Commemoration is seen as something more associated with the fallen heroes of World War One. It is sprinkled across our consciousness. In village halls and cemeteries. In churches and villages across the land. The memorials that sprung up after the end of the war were one symbol of that joint commemoration – to immortalise those who didn’t come home at the end of the war.

But for many commemoration was a chance to say thank you. An opportunity to express the gratitude when men and women you never knew, fought on behalf of you, for you. Returning employees were greeted with high teas and cash gifts. A local expression of a thank you that never seemed quite enough.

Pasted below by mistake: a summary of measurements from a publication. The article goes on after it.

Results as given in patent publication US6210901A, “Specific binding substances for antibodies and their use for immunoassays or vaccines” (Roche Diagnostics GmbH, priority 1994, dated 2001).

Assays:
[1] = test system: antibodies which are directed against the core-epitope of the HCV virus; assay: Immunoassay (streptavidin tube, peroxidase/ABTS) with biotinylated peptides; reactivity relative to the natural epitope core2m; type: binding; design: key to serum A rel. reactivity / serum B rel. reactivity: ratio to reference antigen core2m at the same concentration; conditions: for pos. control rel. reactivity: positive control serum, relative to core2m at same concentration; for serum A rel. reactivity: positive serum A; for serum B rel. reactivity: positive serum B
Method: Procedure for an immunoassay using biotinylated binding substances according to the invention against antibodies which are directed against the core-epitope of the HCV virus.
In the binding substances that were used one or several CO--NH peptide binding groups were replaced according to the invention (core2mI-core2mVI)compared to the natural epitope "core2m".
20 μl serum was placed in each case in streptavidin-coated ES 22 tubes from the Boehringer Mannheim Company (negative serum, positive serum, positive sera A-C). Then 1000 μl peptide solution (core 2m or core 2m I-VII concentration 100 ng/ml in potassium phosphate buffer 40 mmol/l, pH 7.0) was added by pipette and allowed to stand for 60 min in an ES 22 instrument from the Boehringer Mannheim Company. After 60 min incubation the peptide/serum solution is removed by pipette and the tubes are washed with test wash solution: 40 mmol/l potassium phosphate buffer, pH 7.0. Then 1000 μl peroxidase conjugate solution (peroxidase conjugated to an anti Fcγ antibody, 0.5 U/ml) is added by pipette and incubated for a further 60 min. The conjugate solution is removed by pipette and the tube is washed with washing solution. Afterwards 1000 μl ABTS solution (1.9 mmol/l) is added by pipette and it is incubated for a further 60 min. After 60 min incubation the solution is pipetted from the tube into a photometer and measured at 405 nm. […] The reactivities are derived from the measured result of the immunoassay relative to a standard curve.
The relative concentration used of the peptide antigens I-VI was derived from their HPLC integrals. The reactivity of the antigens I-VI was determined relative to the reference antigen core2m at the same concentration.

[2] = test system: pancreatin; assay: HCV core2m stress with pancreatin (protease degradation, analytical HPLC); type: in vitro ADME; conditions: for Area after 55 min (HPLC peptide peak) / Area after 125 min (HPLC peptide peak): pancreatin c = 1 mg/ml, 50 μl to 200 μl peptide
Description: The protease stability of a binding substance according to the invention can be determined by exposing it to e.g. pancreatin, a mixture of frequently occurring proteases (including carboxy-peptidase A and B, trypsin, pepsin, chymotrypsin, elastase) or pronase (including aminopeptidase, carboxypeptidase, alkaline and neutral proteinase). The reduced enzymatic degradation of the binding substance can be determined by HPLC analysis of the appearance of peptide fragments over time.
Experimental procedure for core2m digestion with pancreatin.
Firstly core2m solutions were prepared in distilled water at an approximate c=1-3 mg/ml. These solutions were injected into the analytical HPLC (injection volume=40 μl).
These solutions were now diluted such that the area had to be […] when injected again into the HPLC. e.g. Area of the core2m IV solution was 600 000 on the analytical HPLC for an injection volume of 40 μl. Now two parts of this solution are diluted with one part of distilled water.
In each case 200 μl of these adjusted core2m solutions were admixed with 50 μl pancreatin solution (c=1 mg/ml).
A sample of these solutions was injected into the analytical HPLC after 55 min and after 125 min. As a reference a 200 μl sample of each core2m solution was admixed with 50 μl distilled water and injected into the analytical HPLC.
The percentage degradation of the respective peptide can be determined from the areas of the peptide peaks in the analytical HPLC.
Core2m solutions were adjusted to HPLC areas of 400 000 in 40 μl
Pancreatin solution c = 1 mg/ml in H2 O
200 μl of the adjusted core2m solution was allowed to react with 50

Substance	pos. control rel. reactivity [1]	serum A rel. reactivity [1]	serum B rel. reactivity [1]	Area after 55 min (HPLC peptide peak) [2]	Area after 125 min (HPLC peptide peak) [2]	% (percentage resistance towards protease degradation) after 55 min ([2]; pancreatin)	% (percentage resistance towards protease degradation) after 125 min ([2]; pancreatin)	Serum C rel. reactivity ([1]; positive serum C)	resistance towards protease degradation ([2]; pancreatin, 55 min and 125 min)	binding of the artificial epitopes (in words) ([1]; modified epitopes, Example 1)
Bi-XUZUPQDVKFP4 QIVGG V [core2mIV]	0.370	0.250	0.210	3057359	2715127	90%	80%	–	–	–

The servicemen and women were issued with medals, bravery awards and citations from a grateful government and nation. All too often these found their way into pawn shops.

Men who died on their return – some were given the full honours of a military funeral. They deserved nothing less.

But for most – commemoration was the patronage of the ‘Poppy Day’ – inaugurated in 1919 it was an annual reminder of Armistice Day. A reminder of the cost of war but also a reminder about the responsibilities of war. The ex-servicemen and women who served only to return to face personal, economic, social and physical issues long after the war had ended.